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Considering SCS

AnonymousUserAAnonymousUser Posts: 49,578
edited 06/11/2012 - 7:22 AM in Pain Management
Hello everyone,
I am considering SCS due to scar tissue around my S-1 nerve root (back surg 4/02 at L5/S1) I have been in pain for 6 years and have tried a bucket full of meds with no help. I have had a Bier block(danger, danger, danger) and more recently an epidural injection and nothing will even touch the pain. My PM doctor (2nd one) is now recommending SCS and my neurologist (I also have MS) agrees that I should try it. I have been reading so much lately that I think that my brain is dead #o but I really want to try to make a well-informed decision about this. At this point I think that I will probably go for it but the logistics have to be worked out. All of the restrictions during the recovery time will be difficult but the worst is the "no driving" part since I have a 12 year old. I would appreciate input to help me with my decision.
Thank You,
Saima :)))


  • Thanks for writing.
    I had the Bier Block in my left lower leg, and I must agree with the archaic term. Needless to say I have a new PM doc.
    It involves using a tourniquet like they use in surgery, cutting off the blood supply then injecting lidocaine and a steroid into the foot and leaving it that way for 45 min. When they let the tourniquet up they had to do it a little at a time and boy what a trip, it had me really worried then that I had made a very bad decision.
    Thanks, Saima
  • Well I think it's great that you are being offered the opportunity to consider an SCS. Mine has done just like they show you in those dorky video's ..."changed my life". So I think anyone who has doctors resommending one, should at least consider the trial, and if they don't like it, well then no harm no foul.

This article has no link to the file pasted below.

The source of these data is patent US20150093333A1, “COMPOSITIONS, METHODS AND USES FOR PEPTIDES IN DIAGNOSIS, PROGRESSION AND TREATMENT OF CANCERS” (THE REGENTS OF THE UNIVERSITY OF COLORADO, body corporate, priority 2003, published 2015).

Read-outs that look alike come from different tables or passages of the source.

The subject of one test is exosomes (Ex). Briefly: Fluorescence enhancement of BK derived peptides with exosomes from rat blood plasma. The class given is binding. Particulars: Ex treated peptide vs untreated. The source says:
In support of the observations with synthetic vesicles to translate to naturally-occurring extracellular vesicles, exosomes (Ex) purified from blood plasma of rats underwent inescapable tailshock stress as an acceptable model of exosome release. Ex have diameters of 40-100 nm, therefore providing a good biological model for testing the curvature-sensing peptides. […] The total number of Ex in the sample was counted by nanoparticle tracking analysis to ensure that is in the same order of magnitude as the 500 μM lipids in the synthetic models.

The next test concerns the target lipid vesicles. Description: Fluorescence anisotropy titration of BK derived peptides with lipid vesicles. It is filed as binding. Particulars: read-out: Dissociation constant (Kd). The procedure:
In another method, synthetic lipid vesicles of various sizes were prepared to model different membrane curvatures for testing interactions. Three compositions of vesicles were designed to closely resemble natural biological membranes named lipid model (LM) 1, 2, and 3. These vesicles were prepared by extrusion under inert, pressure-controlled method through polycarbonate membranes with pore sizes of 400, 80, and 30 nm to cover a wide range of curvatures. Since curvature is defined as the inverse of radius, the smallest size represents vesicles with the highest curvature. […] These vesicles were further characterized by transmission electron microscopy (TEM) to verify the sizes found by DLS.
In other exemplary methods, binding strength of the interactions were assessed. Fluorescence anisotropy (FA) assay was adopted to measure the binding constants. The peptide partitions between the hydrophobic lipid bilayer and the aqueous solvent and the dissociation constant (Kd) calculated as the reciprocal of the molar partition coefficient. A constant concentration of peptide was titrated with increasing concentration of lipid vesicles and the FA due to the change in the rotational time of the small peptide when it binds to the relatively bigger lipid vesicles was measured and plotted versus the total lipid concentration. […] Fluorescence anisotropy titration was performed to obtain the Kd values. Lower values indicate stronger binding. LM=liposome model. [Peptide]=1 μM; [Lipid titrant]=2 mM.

The issue with driving with an SCS is all about liability. The companies don't want to be held liable for you causing an accident. I believe you will see the thought process on this change a bit as understanding SCS stimulation advances.

    One thing with an SCS, is body position changes the stimulation amplitude (causes it to ramp up or "zap" you). So the concern is that while driving, if you turn or move just right, ramp up the stimulation, cause your arms or legs to jerk and create an accident.

    I have grown quite accustom to the stimulation level and patterns and have it adjusted to a point where I won't get "zapped" to a point it causes me to jerk.

    I need to drive with the SCS on, because that is one activity that creates a tremendous amount of pain and discomfort for me. With the SCS shut off, I wouldn't go very many places and would be quite miserable.

    If you give the trial a shot, at least you'll know.

    Good luck!

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  • "Mine has done just like they show you in those dorky video's ..."changed my life"."

    I'm so glad you said that! When I tell people about my SCS, I always feel like I'm turning into that annoying Austrialian guy on the late night infomercials! :))(

  • I watched those videos and of course you see some well dressed individual, in an immaculate home, speaking to the camera saying "... has changed my life".

    I wanted to stop the video and say okay now show me your scars so maybe I'll believe you actually have one (to the TV of course)

    Now the more I listen to myself when I talk to family and friends and docs about it, I hear myself saying "a life-saver", "changed my life", "gave me my life back" ... I sounds like you said, just like a late night infomercial. =))

    When we can find the humor in chronic pain, that's a good thing!

  • I'm right there with you but waiting for the full effect yet. Waiting to be turned on. LMAO

    Keep me laughing, best medicine even though it hurts. LOL

    Saima, seriously - DO THE TRIAL. If you find that this is what will give you a lot of pain relief the other stuff will all into place. You can PM me too.

    C has been great at answering my questions, Thank You and all my other Spiney friends.